In recent years that’s started to shift, as more women pick up the sport and athletes like Lizzie Armanto, competing in park skateboarding on Aug. 4, gain attention. With a host of role models for the next generation of skateboarders, the Olympics may accelerate the sport’s integration. In Tokyo, the number of male and female skaters is even. 

“Having guys and girls here on the stage is helping to bring some attention to [the sport’s inequality] and is starting to push the industry to change,” Ms. Sablone said.

The Olympic imprimatur, coupled with its spotlight on female athletes, makes competing in Tokyo a worthy bet, she added – one that doesn’t necessarily undercut the sport’s culture.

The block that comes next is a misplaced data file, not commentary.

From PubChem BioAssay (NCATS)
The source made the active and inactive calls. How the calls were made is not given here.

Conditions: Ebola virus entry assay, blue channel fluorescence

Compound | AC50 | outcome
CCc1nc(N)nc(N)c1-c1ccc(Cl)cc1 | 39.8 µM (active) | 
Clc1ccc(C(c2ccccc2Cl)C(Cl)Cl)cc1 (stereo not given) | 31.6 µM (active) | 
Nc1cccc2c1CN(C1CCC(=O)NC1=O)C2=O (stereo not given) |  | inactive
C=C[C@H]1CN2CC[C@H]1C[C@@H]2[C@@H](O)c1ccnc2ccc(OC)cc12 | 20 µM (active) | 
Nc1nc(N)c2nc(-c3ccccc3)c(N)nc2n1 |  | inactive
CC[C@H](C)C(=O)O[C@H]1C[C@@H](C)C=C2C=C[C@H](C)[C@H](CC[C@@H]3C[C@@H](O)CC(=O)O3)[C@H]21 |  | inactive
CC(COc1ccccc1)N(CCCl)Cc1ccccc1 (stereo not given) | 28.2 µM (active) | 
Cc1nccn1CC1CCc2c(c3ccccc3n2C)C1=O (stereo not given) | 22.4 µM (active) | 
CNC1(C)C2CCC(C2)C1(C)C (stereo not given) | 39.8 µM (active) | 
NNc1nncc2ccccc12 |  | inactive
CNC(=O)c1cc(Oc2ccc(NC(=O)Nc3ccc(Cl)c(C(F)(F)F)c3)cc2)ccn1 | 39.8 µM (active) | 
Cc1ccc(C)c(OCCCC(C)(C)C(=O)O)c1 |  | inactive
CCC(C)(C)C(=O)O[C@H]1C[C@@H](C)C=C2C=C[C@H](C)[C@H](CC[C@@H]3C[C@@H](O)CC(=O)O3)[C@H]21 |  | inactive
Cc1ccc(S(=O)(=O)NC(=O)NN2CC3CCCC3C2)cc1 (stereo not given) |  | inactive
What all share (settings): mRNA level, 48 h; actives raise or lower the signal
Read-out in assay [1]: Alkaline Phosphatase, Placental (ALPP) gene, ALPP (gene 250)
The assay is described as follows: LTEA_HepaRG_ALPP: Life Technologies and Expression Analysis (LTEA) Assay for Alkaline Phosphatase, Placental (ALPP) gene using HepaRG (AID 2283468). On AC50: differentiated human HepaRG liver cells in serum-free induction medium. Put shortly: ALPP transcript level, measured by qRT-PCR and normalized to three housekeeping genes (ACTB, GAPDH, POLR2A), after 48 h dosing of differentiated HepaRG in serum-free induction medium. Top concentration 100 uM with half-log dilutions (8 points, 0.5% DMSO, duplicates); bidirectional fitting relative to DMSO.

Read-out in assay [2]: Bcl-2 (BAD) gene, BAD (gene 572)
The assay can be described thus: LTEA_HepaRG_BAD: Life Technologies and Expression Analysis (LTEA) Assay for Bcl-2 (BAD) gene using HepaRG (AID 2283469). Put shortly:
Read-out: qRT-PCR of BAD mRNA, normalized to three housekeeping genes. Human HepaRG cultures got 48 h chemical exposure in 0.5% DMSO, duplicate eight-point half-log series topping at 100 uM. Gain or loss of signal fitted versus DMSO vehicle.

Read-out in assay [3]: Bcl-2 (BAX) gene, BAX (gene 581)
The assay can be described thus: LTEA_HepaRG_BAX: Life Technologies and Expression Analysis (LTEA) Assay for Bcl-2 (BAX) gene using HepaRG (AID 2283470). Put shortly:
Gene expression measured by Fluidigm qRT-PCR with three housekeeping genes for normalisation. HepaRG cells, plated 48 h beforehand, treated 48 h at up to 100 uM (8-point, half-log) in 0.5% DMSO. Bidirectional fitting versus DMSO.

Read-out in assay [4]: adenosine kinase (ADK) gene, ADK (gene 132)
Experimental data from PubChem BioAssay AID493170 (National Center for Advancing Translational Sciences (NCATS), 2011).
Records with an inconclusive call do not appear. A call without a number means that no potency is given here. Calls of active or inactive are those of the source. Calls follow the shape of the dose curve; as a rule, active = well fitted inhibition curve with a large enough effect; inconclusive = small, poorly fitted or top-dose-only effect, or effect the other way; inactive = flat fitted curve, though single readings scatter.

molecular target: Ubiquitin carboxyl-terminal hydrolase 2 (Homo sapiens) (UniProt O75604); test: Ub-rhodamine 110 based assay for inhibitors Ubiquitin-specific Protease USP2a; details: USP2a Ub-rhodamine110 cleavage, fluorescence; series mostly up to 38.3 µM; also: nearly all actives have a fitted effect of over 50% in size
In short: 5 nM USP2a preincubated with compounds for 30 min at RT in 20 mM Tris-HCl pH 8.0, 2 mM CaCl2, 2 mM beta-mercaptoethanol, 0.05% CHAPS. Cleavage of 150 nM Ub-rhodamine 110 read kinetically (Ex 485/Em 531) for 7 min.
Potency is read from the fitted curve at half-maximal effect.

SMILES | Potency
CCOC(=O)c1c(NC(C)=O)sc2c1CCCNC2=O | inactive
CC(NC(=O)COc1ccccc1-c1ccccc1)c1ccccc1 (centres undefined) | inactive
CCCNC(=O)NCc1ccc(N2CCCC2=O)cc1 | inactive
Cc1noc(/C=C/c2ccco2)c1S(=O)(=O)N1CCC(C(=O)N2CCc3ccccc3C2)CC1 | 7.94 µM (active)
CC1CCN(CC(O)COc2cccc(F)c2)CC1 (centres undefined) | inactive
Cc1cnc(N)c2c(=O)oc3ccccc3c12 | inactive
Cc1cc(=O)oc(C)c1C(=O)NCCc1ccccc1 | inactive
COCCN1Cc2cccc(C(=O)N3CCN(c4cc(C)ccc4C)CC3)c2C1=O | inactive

This will be her only Games, she says, but not the end of her skateboarding career. She’ll continue walking through the streets near her home in Brooklyn, New York, with an eye for a nice rail to slide down with her board. There will still be nights when she spends hours attempting the same trick, to get it just right. 

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She’s already passed the torch to a new generation, she says. It’s in good hands. 

“I’ve seen skateboarding through so many phases and this is … a historic moment,” said Ms. Sablone. “I’m just glad that I was able to overlap with this.”

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Mark Sappenfield